Hematopoietic growth factors pass through the blood-brain barrier in intact rats

Li Ru Zhao*, Yot Navalitloha, Seema Singhal, Jayesh Mehta, Chun Shu Piao, Wen Ping Guo, John A. Kessler, Dennis R. Groothuis

*Corresponding author for this work

Research output: Contribution to journalArticlepeer-review

98 Scopus citations


We have previously demonstrated that receptors for hematopoietic growth factors, stem cell factor (SCF) and granulocyte-colony stimulating factor (G-CSF) are expressed in the neurons and the neural progenitor cells (NPCs) of the adult rat brain, and that systemic administration of SCF and G-CSF in the first week after induction of cortical brain ischemia (3 h-7 days post-ischemia) significantly improves functional outcome, augments NPC proliferation, and reduces infarct volume in rats. The purpose of the present study is to determine whether SCF and G-CSF pass through the blood-brain barrier (BBB) in intact rats. The growth factors were labeled with iodine (I125), a radioactive compound. I125-SCF and I125-G-CSF were intravenously administered and the concentrations of I125-SCF and I125-G-CSF in the blood plasma and the brain were determined at 10, 30, 60, and 120 min after injection. We observed that both SCF and G-CSF were slowly and continuously transported from the blood stream to the brain in the same rate. In addition, both immunofluorescent staining and Western blots showed that receptors for SCF and G-CSF were expressed in the capillaries of the adult rat brain, suggesting that SCF and G-CSF entry to the brain may be mediated via receptor-mediated transport, one of the endogenous transports in the BBB. These data indicate that both SCF and G-CSF were able to pass through the BBB in intact animals. This observation will help in further exploring the physiological role of peripheral SCF and G-CSF in the brain and therapeutic possibility to chronic stroke.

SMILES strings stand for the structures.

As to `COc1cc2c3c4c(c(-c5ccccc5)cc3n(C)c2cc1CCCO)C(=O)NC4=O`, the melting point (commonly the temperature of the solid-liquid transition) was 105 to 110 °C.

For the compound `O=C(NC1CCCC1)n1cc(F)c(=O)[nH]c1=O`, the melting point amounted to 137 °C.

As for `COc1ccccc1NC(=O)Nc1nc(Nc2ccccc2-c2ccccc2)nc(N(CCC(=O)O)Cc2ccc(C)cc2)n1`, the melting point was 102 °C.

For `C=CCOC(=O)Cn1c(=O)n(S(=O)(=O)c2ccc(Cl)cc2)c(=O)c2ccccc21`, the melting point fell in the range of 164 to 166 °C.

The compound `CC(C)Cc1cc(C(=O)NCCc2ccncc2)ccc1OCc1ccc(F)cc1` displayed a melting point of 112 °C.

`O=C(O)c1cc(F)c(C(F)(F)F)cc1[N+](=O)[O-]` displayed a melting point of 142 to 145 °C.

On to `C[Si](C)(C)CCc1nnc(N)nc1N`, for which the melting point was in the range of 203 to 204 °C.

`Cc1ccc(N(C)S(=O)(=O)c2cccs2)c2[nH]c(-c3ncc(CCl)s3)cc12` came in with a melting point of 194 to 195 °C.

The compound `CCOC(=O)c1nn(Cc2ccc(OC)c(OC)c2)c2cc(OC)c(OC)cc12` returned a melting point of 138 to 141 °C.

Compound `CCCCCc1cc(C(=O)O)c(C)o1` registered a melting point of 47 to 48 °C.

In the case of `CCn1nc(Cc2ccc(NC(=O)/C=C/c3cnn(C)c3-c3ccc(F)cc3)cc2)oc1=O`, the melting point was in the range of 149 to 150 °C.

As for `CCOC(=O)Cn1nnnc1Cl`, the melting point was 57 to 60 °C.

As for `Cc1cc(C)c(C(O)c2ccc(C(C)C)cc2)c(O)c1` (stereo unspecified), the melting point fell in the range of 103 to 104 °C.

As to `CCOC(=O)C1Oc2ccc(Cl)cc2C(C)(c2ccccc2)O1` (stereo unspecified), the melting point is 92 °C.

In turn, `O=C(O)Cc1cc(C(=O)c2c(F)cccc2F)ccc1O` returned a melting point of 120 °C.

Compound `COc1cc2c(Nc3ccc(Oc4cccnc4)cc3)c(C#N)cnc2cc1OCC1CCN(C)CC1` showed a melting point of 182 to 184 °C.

Original languageEnglish (US)
Pages (from-to)569-573
Number of pages5
JournalExperimental Neurology
Issue number2
StatePublished - Apr 2007


  • Blood-brain barrier
  • Brain
  • G-CSF
  • Hematopoietic growth factor
  • SCF

ASJC Scopus subject areas

  • Neurology
  • Developmental Neuroscience


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